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Square Festival, Borth

Saturday, July 25th, 2009

I would blog from the Square Festival in Borth, but it will take several hours to upload my photos and, well, I’d rather go to the Festival.

Xandros Linux on the EeePC sucks hard 🙁

Don’t be the Lamb

Sunday, April 27th, 2008

Easter Fireworks

There was no build-up.

I had expected everything to be closed, but quite to the contrary, the street was lively as we stepped out at 10 p.m. to look for some entertainment.

We settled on what was quickly becoming our regular: Cosmogonia Bar where the locals outnumbered the tourists, the atmosphere was convival and great music played as the night wore on.

And wear on it did: at a quarter past eleven there was still no direction in the way people were ambling up and down the street.

“I think I should go,” I said to John. “I have no idea where everybody is supposed to come from, but come midnight it’s going to be packed out there. Perhaps I should climb up the hill for a better view.”

‘Out there’ was the church yard, barely fifty metres down the road from the bar. Directly behind it was the hill that led up to the fortress. From there I was hoping to get a good vantage point over the crowd that was supposed to gather a few short moments from now, lighting candles at the stroke of midnight, like twinkling stars that announced to the world that Christos anesti—Christ is risen—and Easter had arrived.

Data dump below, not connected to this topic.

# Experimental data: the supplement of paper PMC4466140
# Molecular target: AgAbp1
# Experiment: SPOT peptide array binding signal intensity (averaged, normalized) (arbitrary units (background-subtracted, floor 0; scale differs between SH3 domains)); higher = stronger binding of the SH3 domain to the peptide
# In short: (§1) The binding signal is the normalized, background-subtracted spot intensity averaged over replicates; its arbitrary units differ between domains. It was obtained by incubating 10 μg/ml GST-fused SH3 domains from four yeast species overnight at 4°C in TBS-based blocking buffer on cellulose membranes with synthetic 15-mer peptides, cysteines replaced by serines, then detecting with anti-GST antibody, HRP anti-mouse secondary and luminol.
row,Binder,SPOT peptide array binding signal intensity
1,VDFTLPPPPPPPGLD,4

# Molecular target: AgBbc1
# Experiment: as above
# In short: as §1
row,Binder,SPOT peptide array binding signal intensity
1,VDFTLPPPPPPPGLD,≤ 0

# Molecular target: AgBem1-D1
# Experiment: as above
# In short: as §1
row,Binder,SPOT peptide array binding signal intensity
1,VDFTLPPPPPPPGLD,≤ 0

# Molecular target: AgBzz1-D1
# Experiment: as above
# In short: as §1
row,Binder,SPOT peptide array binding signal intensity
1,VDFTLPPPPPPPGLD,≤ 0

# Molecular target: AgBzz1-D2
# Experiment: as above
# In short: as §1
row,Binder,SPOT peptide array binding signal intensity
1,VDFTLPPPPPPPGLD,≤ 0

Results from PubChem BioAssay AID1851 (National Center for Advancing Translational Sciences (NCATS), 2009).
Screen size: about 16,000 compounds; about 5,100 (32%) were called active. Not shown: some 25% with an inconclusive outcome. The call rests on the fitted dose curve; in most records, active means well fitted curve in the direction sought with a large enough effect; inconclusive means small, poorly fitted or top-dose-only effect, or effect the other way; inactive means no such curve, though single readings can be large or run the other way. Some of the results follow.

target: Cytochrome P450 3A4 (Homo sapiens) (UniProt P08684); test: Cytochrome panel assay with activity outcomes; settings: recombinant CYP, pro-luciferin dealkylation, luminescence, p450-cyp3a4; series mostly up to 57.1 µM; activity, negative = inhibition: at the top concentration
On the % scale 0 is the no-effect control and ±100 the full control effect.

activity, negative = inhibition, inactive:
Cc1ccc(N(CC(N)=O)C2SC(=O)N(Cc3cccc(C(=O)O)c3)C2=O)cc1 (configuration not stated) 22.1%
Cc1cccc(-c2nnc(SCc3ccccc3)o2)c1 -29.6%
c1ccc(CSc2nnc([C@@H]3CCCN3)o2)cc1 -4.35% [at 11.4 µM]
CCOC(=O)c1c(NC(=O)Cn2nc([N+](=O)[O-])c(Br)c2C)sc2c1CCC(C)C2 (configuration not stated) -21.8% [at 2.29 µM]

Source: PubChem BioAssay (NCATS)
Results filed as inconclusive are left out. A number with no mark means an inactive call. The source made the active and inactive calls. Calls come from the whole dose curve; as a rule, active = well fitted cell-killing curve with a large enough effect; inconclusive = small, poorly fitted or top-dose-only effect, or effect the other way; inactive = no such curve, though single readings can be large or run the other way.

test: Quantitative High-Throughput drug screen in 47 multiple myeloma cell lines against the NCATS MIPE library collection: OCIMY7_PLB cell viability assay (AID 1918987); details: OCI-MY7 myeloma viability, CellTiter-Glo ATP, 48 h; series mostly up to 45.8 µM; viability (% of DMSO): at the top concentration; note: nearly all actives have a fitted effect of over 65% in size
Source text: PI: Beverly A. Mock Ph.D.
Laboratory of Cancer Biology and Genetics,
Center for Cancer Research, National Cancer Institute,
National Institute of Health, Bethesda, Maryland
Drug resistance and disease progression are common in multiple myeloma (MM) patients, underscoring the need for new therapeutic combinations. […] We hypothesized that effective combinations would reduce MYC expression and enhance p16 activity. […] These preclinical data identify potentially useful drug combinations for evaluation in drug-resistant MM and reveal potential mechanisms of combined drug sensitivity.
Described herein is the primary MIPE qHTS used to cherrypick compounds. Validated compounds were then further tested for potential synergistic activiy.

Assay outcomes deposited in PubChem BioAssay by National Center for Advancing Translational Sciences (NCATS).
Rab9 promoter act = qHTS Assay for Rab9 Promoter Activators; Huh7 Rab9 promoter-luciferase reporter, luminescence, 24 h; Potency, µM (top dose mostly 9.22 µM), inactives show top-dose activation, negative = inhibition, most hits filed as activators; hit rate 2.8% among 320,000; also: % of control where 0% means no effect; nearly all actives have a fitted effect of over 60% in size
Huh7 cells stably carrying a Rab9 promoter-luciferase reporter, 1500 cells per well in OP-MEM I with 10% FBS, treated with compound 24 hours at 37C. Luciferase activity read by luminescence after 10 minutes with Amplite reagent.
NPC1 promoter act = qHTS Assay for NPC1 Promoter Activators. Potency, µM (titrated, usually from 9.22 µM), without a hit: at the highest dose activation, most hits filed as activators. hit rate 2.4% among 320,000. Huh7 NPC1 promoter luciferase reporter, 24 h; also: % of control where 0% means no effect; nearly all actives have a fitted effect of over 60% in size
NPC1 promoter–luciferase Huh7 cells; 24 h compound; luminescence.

I had a beer to finish first. When I stepped out barely a quarter of an hour later, the street had miraculously filled with people. Young and old, visitors and locals, huddled shoulder-to-shoulder in front of the church entrance, awaiting the announcement with bated breath, candles in hand.

There was no way of getting through to the path that led up the hill.

Somebody pressed a candle into my hand. I turned to see another tourist behind me, grinning.

I shook my head. “I’m a atheist!”

“Me too. Enjoy!”

From the direction of the church, flickering lights began to appear. Already?

I handed the candle over to somebody who must have dropped theirs. I wasn’t worthy of it, but I hoped the guy who’d given it to me wouldn’t mind.

Easter Candles

Truth be told, I was too busy clicking away—with the flash off but feeling somewhat dirty nevertheless.

Then fireworks exploded behind the church tower. And something else: shots rang in the air and charges of dynamite shook the ground.

I became a little worried. The land wasn’t parched, and Easter happens every year, but yet…

Suddenly the scene turned unreal. As if in a dream, I watched great orange tongues of flame licking at the hillside, building up into waves that crested the trees and broke at the wall of the fortress, threatening to engulf it.

If the wind turned—just a little—the town would be next.

“Do you think that’s staged?” I whispered to the guy behind me.

He looked grim. “Doesn’t look staged to me. But by all means snap away. Don’t mind the town or the people.”

I stood frozen, staring at the flames, while all around me the people cheered on, oblivious.

Easter Celebrations

[read on]


Friday, March 21st, 2008

Thanks to my EeePC (and a very slow network), I’m able to blog live from a science fiction convention for the first time ever.

If the batteries hold out, that is 😉

Random entries will find their way to either here or my LJ (which is more writing oriented).

This morning I surprised myself by getting up at seven—yesterday’s drinking session nonwithstanding—and getting to the venue (Edwardian Raddissson, Heathrow) by nine, only to find that the registration doesn’t open until ten.